Friday, 22 March 2013

Search for the Manchester music man!

Star of the show, Bob Ainscow!
Does the name 'Ainscow' ring a bell with anyone? In particular a Bob Ainscow from Manchester who was a playwright and musician during the First World War? If so, Australian family historian Debbie Gower would be delighted to hear from you.

The Bob Ainscow she would like to track down, a relative of hers, was an attraction at the Patricroft Picture House, near Manchester (right) where he was billed as a 'descriptive vocalist' who would 'render patriotics songs by request'. 

He was also the uncle of Ernest Ainscow, an Australian soldier whose letters Debbie has sent me for my book. Ernest was born in Manchester in 1899 and emigrated to Australia nine years later with his family: father Richard, mother Eliza, two sisters and a younger brother. Ernest was close to his sister Lucretia and wrote letters to her when he joined up. Like their uncle, it seems they both loved music.

Lucretia and Ernest Ainscow in 1916
'I have got some bonzer music here for you,' he wrote from Brisbane, shortly before departing for Europe. 'Miss Manwaring got it for me last week and she is going to play it for me before I sent it, so as to see if I like it.' A few months later in England he sent back more letters that were full of praise for the shows he saw locally while at army training camp at Hurdcott in Wiltshire. You'll be able to read them in my book.

While in England Ernest also paid a visit to Manchester and may even have called in on another relative Debbie wants to track down, a cousin called Hercules.

In June1917 Ernest finally landed in France but tragically he didn't last long. Within two months he had died of wounds sustained in battle. There is now a creek and a road named after him in his Australian home town of Cairns, in Queensland.

If anyone has any information about Bob Ainscow or Hercules, please get in touch with me at and I shall put you in touch with Debbie Gower.

Friday, 8 March 2013

'Our worst enemies at present are lice'

Trench life: not much to smile about
Vermin were part of everyday life on the Western Front, and so too were unspeakable tiredness and death. However, the following letter extracts show that although by 1916 these things were still worthy of comment, they were hardly a cause for concern. The letters were written by Manchester 'Pal' Private Stanley Goodhead, whose correspondence will feature in several chapters of my book.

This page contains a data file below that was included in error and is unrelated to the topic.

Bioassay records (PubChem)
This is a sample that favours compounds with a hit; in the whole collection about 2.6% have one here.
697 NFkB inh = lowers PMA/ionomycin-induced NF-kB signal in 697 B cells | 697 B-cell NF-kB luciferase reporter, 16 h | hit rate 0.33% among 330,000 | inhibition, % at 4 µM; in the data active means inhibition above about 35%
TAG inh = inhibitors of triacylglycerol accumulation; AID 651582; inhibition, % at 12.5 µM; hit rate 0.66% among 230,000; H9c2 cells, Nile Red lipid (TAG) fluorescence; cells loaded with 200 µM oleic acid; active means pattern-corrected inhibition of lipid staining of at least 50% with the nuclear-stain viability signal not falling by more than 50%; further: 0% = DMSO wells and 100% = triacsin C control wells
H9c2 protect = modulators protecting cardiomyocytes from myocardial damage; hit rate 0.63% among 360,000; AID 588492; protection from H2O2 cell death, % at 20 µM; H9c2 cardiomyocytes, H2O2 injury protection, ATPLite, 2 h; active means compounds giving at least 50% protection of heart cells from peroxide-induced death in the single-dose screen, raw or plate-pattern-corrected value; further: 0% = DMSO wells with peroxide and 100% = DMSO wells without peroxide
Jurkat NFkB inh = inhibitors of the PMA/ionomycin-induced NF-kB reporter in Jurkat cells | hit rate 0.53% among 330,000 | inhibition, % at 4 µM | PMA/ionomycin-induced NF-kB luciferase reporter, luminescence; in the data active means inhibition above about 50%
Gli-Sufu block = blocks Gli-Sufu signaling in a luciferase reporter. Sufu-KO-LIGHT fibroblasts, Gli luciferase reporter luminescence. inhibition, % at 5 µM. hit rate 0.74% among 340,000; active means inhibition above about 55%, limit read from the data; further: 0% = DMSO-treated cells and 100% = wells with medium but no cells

'It is good to be alive, in fact I am very much alive, so much so that I dare not take my clothes off when in billets for fear of them walking away. I am sorry our worst enemies at present are lice which thrive on nearly every one of us.

'It is not our fault but the conditions under which we live make it impossible to be clean, for a bath is a luxury which we hope to have when we get back to England.

'We have just been relieved out of the trenches after being in occupation for 12 days and it will take more than livestock to keep me awake tonight for I am nearly dead for want of undisturbed rest.

'There is very little news to tell you this time except that the Allimans have been busy again and made a hole in our numbers which I expect will be replaced by more draft men in a day or so.'


'One of our lads after receiving his bread call last night humg it up on a beam so as to dodge the rats but they came in droves and made a raid on it and all that is left is the outside so we are sharing ours with him. When I was in bed last night quite a number walked over my head and body.'

Friday, 1 March 2013

Poignant, painful, precious mementoes

Cpl Butters and his mother Susan
(Thanks to Helen Lang for the photo)
Some of the most moving documents I have come across in my research are the official lists which accompanied the personal effects sent home to families of dead soldiers.

'Please confirm receipt of...' the families would have been asked, and on the form were listed those little bits and pieces that made life bearable for soldiers at the front, clothing, diaries, books, all still fresh enough to bear the smell or fingerprints of their owners.

It must have been a hearbeaking task to unpack such parcels and lay out all that was left of husbands and sons - men like Richard Butters of Victoria, Australia, whose family's story is told in my book.

Corporal Butters enlisted in January 1917, aged 23, and served in the Middle East with the 15th Light Horse Regiment. Tragically, he died of dysentery not long after the Armistice was signed in November 1918.

The following month his poor mother Susan received a package which contained not only the usual military acoutrements (shorts, shirts, pocket knife, spanner) but also more personal items like a volume of poems and an Arabic book. That was not the end to Mrs Butters' anguish for in March 1919 a second parcel arrived with yet more poignant posessions: nail clippers, a hat badge, a fountain pen (damaged), wallet and photos, a diary, and a lock of hair. These mementoes of her son must have been as painful as they were precious.

Cpl Butters' final resting place
(Photo: Helen Lang)